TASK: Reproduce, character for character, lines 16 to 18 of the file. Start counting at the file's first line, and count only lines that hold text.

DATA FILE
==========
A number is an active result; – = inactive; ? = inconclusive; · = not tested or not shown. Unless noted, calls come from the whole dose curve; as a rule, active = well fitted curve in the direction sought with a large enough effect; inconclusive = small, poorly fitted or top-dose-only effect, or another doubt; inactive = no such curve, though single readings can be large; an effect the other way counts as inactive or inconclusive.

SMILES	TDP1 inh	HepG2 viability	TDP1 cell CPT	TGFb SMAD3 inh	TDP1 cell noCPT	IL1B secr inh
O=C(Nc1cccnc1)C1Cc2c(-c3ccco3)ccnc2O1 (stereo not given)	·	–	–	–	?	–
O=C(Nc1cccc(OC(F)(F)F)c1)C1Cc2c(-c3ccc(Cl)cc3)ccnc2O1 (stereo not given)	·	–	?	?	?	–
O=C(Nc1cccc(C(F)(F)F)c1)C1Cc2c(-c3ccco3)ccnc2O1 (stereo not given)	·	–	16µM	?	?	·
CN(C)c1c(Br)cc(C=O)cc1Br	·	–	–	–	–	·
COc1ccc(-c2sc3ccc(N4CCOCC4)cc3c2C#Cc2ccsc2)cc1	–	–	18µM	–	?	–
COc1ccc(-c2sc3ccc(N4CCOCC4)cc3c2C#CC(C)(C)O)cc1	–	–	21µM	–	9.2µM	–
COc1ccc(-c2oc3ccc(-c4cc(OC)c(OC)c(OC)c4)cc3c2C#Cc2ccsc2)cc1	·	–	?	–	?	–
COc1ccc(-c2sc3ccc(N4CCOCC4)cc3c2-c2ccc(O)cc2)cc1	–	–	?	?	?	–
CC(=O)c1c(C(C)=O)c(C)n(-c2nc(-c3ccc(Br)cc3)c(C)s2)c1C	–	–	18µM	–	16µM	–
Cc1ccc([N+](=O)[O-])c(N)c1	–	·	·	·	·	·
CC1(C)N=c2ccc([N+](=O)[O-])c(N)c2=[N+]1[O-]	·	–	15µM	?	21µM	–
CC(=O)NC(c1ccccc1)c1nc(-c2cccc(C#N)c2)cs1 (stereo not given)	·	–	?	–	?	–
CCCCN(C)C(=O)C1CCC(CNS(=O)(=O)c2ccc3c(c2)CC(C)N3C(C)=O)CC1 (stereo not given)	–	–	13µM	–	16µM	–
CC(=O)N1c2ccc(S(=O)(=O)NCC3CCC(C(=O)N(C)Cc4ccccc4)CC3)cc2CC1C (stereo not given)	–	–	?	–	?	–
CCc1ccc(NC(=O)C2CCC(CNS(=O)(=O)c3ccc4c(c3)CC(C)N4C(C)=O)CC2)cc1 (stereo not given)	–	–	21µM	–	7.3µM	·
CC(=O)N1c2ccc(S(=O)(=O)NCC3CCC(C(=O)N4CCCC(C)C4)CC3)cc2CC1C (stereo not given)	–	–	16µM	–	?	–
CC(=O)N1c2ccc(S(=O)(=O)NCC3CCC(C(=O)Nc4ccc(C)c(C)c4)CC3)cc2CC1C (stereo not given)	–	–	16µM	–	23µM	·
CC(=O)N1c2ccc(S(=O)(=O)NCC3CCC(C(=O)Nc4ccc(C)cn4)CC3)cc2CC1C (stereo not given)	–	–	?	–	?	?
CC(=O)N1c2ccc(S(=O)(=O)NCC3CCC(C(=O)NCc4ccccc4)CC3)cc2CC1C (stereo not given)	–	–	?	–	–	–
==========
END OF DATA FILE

CC(=O)N1c2ccc(S(=O)(=O)NCC3CCC(C(=O)N(C)Cc4ccccc4)CC3)cc2CC1C (stereo not given)	–	–	?	–	?	–
CCc1ccc(NC(=O)C2CCC(CNS(=O)(=O)c3ccc4c(c3)CC(C)N4C(C)=O)CC2)cc1 (stereo not given)	–	–	21µM	–	7.3µM	·
CC(=O)N1c2ccc(S(=O)(=O)NCC3CCC(C(=O)N4CCCC(C)C4)CC3)cc2CC1C (stereo not given)	–	–	16µM	–	?	–